And the ways of sharing communion bodily exemplify deep theological convictions about what the meaning of participating in that ritual is. Whether you process to the front and hold your hands out in front says something very different than if you distribute bread and grape juice in individual cups on trays and people serve each other.
Those practical, everyday actions were intended to carry significant meanings, and people don’t think about it. But it does shape how we understand ourselves and our relationship with divine presence.
Q: What are the lessons and challenges from The Program in Theology & Practice at Vanderbilt as a new model in doctoral education?
The program reflects the idea that if you’re going to enrich and enhance Christian communities, one area that is sometimes overlooked is graduate students and their own formation. So even identifying formation as an aspect of what’s happening for a graduate student is itself a bonus of the program.
Most graduate institutions are about formation of scholars and scholarship. We haven’t given that up; that’s still very much a piece. But we recognize that, not all, but a significant portion of our graduates go to theological schools and have to think toward, even at the beginning of their graduate program, about what is the aim, or telos, of their Ph.D. education.
Some of the programming actually grew out of interviewing faculty for our own divinity school and realizing that some doctoral graduates have really gained an incredible insight into a very narrow piece of scholarly knowledge but haven’t yet thought about its place in a broader seminary curriculum.
Probably one of the more interesting requirements is that Theology & Practice students don’t just do teaching assistance in their specialized areas of study. We have a second teaching assistantship that all students do that involves teaching at the intersections of the curriculum where we’re trying to form divinity students.
Supervising field education, overseeing the senior projects of the divinity students, going on global immersion trips -- this actually exposes people to the wider purposes of a divinity curriculum in the midst of their graduate study.
I think another of the more innovative pieces of the program is what we ended up calling a “teaching externship,” which is sort of like field ed for doctoral students. Students in their fifth year, after qualifying exams, teach in a divinity school or seminary one course a semester while completing their dissertation. They have the opportunity to begin the life of teaching without the tenure clock starting and with some mentorship.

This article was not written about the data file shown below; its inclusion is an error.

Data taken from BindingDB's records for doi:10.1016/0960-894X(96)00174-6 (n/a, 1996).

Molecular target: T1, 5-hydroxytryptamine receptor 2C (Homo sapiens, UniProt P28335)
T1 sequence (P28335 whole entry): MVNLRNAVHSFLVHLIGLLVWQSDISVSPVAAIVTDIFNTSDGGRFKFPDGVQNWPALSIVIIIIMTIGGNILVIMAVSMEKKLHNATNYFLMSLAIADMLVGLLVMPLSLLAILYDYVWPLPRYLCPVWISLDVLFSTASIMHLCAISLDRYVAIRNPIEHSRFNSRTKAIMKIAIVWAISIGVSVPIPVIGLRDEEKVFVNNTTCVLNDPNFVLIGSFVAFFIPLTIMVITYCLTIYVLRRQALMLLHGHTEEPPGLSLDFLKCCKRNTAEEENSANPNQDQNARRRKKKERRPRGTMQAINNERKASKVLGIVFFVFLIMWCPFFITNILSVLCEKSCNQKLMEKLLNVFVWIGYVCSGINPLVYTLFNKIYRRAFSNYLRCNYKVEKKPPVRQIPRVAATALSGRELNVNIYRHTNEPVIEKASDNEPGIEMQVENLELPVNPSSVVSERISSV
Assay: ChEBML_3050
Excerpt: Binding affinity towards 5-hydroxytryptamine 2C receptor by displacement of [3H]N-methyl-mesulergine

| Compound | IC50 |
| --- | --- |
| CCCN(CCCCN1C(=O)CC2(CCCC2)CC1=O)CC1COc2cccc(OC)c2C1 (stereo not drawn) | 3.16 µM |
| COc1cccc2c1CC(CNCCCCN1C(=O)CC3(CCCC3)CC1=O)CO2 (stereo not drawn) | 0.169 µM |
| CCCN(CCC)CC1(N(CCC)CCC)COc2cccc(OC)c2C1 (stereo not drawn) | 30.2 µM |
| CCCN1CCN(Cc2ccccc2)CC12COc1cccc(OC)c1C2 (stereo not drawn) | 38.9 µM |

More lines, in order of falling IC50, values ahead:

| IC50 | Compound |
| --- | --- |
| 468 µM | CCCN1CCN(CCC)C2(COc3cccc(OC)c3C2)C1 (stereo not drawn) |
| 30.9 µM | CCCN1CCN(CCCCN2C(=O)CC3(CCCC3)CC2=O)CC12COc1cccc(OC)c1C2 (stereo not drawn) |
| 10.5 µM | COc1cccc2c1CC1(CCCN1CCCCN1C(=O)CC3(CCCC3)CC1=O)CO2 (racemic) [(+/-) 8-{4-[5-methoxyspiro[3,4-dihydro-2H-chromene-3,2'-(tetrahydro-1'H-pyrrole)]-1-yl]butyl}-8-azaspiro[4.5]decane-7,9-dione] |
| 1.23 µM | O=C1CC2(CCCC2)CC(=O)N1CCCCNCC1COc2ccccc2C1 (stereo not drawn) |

[Another] required course is a research course where the hope is that students would engage a practical and theoretical issue in common and yet do research around it from their different disciplinary perspectives.
The idea is to get students already thinking about how they might bend their research toward broader public and practical issues, still owning their distinctive angle as a New Testament scholar, for example, or as a historian of Christianity.
They spend a lot more time than the typical graduate student with students in other areas of graduate education. Some of their closest colleagues are outside their technical doctoral area of study. New Testament scholars are talking to systematic theologians who are talking to ethicists.
There are some things that have been challenging for the Vanderbilt program. One is balancing the academic standards of scholarship with the broader aims of the program. I think that goes hand in hand with working across disciplines.
Q: I wanted to ask you about your other specialty. What are the key gender and family issues that affect the leaders of the church today?
I still think that a lot of the issues that I started looking at in the late ’80s, early ’90s are still pressing, and they are deeply theological issues.
Issues around gender disparity and domestic labor are still causing ripple effects in terms of adjudicating relationships, which are so important in communal life in a congregation. How we structure our family lives in terms of love and justice has deep theological roots in our understandings of human relationships and God’s relationship to us.
I would say that too about the inclusion of children and understanding children and what their religious needs and moral and spiritual capabilities are in congregational life. I think that issue is still pressing upon us, not to mention some of the public policy issues that churches bear some responsibility for in terms of children and poverty beyond the congregation itself.
Churches, by nature -- because we’re grounded in historical traditions that we want to preserve, both in terms of the doctrines and in terms of ritual practice in worship -- don’t change easily.
Churches are inevitably conserving institutions. Some of these issues press for new ways of looking at them, and it takes the church longer sometimes to determine what is just and right and loving. So that, I think, is an extra challenge that the church has. I certainly see that with gender justice. I also see that with sexual orientation.
Q: Do you see a connection between practical theology and your interest in women and childhood studies?
I’ve had a deep interest in trying to understand theology as it’s operating on the ground in people’s lives. I mean that in terms of doctrines and Scriptures and how they play out in everyday practice.
I think a second thing that’s been a connecting theme is a position of advocacy. I have a sense of wanting to democratize spirituality and theology for all people, valuing what’s already there that has been overlooked and not appreciated, both in the lives of adults that care for children and in the lives of ministers and congregations.